Moderate gambling, like moderate alcohol use, is an accepted part of our culture and causes no problems. As with alcohol use, however, gambling to excess is a common weakness that may lead to serious security problems.
Compulsive gambling, or pathological gambling as most psychiatrists prefer to call it, is an inability to stop gambling even when one recognizes that gambling is causing serious financial, family, work, or other problems.
Compulsive gambling parallels alcohol and drug addiction in many ways. Compulsive gamblers lose control over their behavior and commonly lie and cheat in order to continue their gambling. They frequently try, unsuccessfully, to cut down or quit.
Compulsive gambling does not involve use of a psychoactive substance, but the "action" which compulsive gamblers crave is an aroused, euphoric state comparable to the "high" sought by drug users. This aroused state is accompanied by changes in brain chemistry similar to those caused by alcohol or drugs. There may be a "rush," often characterized by sweaty palms, rapid heart beat, and nausea which is experienced during the period of anticipation.
Alcoholics and drug abusers develop "tolerance" for their drug of choice and then must increase their consumption in order to feel the same effects. Similarly, compulsive gamblers develop "tolerance" for the "action" and must increase the size of their bets or the odds against them to create the same amount of excitement.
Indicators of Compulsive Gambling
Compulsive gamblers tend to be bright, energetic, competitive, adventuresome individuals. In short, they may have the characteristics of an otherwise ideal employee. There are no obvious physical signs. Unlike some drug or alcohol abusers, there are no needle marks, breath odor, slurred speech or staggering gait. Like alcoholics and drug addicts, compulsive gamblers typically deny any problem until they hit rock bottom and are desperate for help.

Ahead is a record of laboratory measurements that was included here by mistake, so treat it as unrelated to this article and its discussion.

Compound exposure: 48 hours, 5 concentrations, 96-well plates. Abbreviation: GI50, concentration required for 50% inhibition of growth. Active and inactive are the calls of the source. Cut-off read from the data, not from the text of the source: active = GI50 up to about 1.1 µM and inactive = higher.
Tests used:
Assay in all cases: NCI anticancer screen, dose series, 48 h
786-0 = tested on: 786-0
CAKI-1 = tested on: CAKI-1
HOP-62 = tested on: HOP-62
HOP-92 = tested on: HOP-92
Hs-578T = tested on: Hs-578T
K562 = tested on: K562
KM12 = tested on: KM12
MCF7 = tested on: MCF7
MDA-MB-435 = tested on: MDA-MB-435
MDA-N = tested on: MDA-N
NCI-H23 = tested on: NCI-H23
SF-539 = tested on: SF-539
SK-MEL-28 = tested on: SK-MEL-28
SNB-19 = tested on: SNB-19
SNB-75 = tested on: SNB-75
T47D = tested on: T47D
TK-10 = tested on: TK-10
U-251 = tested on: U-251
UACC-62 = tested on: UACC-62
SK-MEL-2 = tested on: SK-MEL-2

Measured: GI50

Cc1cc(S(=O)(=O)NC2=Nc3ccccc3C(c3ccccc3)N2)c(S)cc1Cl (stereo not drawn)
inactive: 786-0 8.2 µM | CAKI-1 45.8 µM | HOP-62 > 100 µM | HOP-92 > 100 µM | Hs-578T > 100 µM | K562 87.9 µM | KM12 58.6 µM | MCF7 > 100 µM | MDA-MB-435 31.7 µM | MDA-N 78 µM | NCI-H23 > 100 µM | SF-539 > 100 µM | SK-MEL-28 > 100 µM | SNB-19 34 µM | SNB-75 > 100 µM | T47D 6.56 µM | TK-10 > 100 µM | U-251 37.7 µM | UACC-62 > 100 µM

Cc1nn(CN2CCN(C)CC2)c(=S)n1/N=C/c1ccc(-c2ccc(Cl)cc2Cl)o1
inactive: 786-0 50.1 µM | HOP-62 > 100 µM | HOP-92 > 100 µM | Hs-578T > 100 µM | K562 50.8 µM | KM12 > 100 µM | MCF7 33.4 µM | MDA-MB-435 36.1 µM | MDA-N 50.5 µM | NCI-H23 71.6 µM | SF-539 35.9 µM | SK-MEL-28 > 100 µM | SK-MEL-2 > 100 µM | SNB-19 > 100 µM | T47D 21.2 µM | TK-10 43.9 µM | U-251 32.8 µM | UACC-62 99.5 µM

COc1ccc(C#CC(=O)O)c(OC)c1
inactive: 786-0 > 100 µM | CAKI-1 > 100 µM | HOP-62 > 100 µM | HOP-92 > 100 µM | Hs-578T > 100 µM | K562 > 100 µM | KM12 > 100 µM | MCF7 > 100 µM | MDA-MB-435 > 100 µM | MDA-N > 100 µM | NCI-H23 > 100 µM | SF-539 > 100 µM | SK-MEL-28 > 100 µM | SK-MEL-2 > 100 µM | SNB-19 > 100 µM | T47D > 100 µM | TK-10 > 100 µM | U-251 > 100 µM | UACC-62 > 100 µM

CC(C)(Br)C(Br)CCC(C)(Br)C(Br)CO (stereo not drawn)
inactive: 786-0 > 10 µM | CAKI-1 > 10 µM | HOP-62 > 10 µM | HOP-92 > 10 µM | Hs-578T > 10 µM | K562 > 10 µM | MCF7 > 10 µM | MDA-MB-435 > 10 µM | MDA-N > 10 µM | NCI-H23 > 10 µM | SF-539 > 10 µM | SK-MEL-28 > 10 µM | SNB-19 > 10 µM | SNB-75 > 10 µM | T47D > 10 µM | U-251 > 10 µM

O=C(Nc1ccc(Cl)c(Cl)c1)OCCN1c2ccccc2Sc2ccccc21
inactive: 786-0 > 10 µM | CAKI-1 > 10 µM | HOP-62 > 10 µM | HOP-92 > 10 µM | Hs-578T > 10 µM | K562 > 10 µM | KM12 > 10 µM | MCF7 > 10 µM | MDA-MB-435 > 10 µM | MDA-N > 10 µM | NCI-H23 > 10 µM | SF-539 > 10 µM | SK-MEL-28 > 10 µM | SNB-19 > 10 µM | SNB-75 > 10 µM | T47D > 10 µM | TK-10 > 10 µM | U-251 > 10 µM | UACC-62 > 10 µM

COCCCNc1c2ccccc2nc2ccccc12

One of the clearest indicators of a serious gambling problem is borrowing money to gamble or to pay off gambling debts. This is the heart of the security issue, which is the gambler's need for money. Another significant indicator is any effort to conceal one's gambling from spouse, children, friends, or co-workers, e.g., hiding betting slips or lottery tickets. This indicates some shame or embarrassment about one's behavior.
Other indicators of a potential or actual gambling problem include: gambling as a way of escaping from problems or relieving feelings of helplessness, guilt, anxiety, or depression; needing to gamble with increasing amounts of money in order to achieve the desired excitement; and repeated unsuccessful efforts to control, cut back, or stop gambling
Compulsive gambling has been called the "hidden disease," as there are few overt signs of it in the workplace until the problem is in its most advanced stage. Astute observers may, however, pick up clues.
1. Gambling Impact and Behavior Study: Final Report of the National Gambling Impact Study Commission. University of Chicago: National Opinion Research Center, March 18, 1999.